The thinking season; and whither stink bugs?

In theory I am all in favor of year-round gardening, using season-extension techniques to produce food even in the dead of winter, and probably I will do more toward that goal in the future, but… it’s nice to have a rest, too, and to be able to sit back and plan next year’s garden without having it merge into this year’s.

We put the Derwood Demo Garden to bed in November.  There are still a few miscellaneous greens growing there, including in a cold frame, and I will be stopping back on occasion to check on them and harvest.  But really it’s planning time: the thinking season.  My goal for the garden next year is two-fold: first, we’ve formed small teams to address the problems we’ve had recently with particular crops (tomatoes, beans, squash, cucumbers and melons) and try to get good yields out of them next year.  Second, in the spaces between I’m going to feature plants that have done very well in recent years.  In upcoming posts, I’ll show you some of those plants.

On a sort-of-related topic: one of the crop problems that we need to address is damage caused by brown marmorated stink bugs.  They were devastating in the demo garden this year, and pretty bad in my home garden, and all over my house last winter.  I’ve talked to gardeners across the state who had varying experiences with them, from none at all to so many they felt like throwing in the trowel.  But – and I say this with caution, because I’m sure I’m jinxing myself – after a brief and mild home invasion in September, I’ve seen very few of them indoors this year.  The same thing was true last fall – saw lots early on and then they disappeared – but they came back as soon as it got cold, I assume migrating down from the attic, and so far the recent cooler spell after our long warm fall has not brought a bug-flux.  I’ve only seen two in the last week (admittedly, one of them was resting on a tissue I used to blow my nose, so that wasn’t pleasant) and I’m hoping that will be the rate they appear at all winter.  Fingers crossed.  We also saw close to none in the shed at the demo garden during fall clean-up, and last year they were everywhere.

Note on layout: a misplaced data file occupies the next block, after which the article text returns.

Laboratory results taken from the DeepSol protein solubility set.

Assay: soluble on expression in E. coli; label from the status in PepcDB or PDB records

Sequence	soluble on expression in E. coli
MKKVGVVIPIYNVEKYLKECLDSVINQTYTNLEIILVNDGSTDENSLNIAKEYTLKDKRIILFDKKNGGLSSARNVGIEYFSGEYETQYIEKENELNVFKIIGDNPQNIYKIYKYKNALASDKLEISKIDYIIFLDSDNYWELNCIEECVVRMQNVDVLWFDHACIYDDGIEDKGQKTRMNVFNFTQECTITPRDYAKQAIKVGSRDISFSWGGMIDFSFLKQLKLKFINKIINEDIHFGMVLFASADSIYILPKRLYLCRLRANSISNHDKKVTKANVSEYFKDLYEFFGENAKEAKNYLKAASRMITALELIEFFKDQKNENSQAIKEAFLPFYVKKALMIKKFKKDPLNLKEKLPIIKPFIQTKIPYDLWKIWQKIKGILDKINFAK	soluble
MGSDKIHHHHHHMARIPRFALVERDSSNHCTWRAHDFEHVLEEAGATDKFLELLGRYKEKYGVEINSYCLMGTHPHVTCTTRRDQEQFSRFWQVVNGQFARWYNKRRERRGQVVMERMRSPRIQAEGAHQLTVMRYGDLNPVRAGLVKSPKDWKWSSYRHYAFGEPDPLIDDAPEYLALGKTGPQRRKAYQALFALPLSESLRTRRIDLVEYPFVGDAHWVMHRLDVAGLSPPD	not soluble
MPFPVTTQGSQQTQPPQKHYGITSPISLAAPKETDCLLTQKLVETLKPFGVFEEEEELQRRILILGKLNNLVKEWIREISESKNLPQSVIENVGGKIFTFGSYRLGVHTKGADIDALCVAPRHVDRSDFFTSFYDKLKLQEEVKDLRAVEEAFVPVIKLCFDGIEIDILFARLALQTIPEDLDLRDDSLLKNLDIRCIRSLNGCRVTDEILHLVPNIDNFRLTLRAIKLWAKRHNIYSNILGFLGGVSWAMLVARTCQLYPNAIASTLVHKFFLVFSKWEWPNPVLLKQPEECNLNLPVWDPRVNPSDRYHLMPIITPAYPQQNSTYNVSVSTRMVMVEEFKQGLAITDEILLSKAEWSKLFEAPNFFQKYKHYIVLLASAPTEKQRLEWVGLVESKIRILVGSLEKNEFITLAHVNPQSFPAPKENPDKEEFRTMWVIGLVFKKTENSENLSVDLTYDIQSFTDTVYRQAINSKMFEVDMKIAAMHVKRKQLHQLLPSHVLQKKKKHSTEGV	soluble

How about you, Maryland gardeners?  What’s your inside stink bug count this fall?  How bad were they in your gardens?  What about next year; any predictions?

3 Comments on “The thinking season; and whither stink bugs?

  1. Stink bug count this fall: Maybe 1 a week inside; last year the figure must have been 10. In the garden this year: horrendous. I began spraying for the first time in 10 years. Otherwise I would have had few edible tomatoes, raspberries, or blackberries. I left one plant unsprayed and watched in disgust as the stink bugs attacked the large tomatoes and reduced them to rotten skin and decaying flesh.

  2. All of my fruiting plants were decimated and as you picture shows, they love corn. Interestingly, they also loved my asparagus once it went to fern. I lost a lot of growth in my asparagus patch. Worst of all, my mantids couldn't keep up with the population explosion. The only thing that worked were my neighbors chickens but they only took care of the low ones.

    As for the wintering over problem, I haven't seen many in the house or in my shed. Hopefully next year won't be as bad.

Leave a Reply to Kent Cancel reply

%d bloggers like this: